Step 5: Lighting

This is probably the best marketed energy saving tip for your home, changing your incandescent bulbs to LED bulbs can save you up to 90%. Now this is true as a 60 watt incandescent bulb is usually replaced by a 7 or 9 watt LED bulb however if you look at the contribution lighting makes to your monthly electricity bill, the savings are actually quite low in comparison to making changes to your water heating, stove or air conditioning.

That said, changing your household lighting to LEDs is a must if you are going off grid. The number of lights in your home quickly add up and if you do the maths on additional inverter size and additional batteries you require to run more power hungry CFL, fluorescent or incandescent lights, you will see that is is much cheaper to change all of your lights to LEDs before changing to a solar installation.

If you are going to be changing all of your lighting in order to go off grid then it is worth considering replacing your 110VAC or 220VAC lights with a 12V lighting circuit. You will need to get an electrician to give you advice and make a few changes to your distribution board but it is usually quite a cheap conversion as the wiring can be preserved and you get 12V bulbs which fit into the existing AC sockets. The benefit of changing to 12V lies with the non need for an inverter. Your lighting can now be powered directly from your 12V batteries. This saves you money by reducing the size of the inverter you need for the rest of your house, 12V LED lights are more efficient than AC lights as LEDs are inherently DC and 12V LED globes are cheaper than AC globes.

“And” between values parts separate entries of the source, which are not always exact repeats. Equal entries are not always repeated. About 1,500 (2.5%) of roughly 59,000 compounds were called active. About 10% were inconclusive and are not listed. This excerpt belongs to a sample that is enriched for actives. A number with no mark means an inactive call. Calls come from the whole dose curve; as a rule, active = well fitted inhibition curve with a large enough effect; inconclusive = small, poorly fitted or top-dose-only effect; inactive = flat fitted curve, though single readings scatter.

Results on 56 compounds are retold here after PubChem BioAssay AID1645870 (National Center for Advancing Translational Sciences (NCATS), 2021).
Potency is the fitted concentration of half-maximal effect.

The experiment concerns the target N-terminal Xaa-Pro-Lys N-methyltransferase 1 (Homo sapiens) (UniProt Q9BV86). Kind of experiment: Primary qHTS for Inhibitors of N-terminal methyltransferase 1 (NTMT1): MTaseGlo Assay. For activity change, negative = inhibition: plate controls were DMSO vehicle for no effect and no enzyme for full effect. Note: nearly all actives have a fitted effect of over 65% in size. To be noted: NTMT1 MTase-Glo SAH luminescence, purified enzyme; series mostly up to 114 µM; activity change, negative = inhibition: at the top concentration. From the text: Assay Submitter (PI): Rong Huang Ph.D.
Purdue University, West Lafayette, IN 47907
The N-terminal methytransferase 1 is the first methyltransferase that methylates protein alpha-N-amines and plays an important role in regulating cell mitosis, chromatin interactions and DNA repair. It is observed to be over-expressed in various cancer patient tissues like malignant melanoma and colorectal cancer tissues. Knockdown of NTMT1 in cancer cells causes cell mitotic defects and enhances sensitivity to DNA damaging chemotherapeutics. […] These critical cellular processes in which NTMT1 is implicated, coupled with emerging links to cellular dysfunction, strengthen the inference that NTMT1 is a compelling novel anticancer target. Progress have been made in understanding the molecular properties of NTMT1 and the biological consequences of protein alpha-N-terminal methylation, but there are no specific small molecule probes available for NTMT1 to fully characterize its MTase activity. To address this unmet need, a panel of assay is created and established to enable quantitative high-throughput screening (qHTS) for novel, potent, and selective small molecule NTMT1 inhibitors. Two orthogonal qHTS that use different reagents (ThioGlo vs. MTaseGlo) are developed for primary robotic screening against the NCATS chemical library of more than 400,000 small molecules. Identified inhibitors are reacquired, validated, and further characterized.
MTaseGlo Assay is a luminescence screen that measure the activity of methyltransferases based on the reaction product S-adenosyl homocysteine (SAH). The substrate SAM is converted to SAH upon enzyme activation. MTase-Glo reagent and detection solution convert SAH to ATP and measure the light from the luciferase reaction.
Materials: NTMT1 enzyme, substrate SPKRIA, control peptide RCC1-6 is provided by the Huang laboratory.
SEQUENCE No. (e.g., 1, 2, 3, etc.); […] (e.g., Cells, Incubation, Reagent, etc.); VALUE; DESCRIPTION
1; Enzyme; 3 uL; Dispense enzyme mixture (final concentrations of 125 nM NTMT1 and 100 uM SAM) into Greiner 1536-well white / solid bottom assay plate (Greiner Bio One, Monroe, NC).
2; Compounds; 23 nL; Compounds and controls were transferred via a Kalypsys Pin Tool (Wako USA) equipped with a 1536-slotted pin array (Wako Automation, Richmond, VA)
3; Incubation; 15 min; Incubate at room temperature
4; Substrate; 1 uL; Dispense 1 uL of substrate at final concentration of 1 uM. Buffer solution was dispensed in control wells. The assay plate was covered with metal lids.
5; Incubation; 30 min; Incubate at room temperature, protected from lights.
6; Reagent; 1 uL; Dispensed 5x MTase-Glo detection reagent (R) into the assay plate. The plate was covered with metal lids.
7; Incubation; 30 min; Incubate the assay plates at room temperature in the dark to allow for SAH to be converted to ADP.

Step 6: Now Change to Solar Panels

Once you have worked through these big energy users, you home will already be using significantly less electricity. I made these changes to my home and have seen savings of around 75% on the original electrical bill meaning my energy usage is currently a quarter of what it was originally. I only have to supply a quarter of what I originally had to supply with solar power which means my conversion will be almost a quarter of the price and I will only need to replace a quarter of the original number of batteries every two years.

Now you can work on switching your electrical supply to solar. This article on switching to solar details all of the components required and how to select them. There is nothing complicated with a solar installation and it is an easy project to do yourself over a few weekends. You will need to get an electrician in to do the final connections to your distribution board, to check your installation and make sure that everything conforms to your local regulations. He may also have to provide you with a compliance certificate so be sure to check your local regulations before you complete the installation or make any changes to your existing electrical supply.

If you would like to save further when switching to solar power, you could also try making your own solar panels. It is actually quite easy although it is time consuming and you should be fairly competent with a soldering iron before taking on this project. Solar panels are essentially just a string of solar cells which are mounted onto a piece or glass and a frame and by making one yourself you can eliminate around half of the cost of a commercial panel.

Once you have selected the main components for your solar power system, use this guide and spreadsheet to check that the components are compatible and adequately sized: Solar Power Design Check. Remember that if you are changing your lighting circuit to 12V then you can remove their power demand from the inverter calculation but you still need to take them into account for the battery calculation.

That't it, your home will now be using much less energy and your new solar installation will cost you a fraction of what it was going to cost just my making a few changes to the way in which your home uses energy.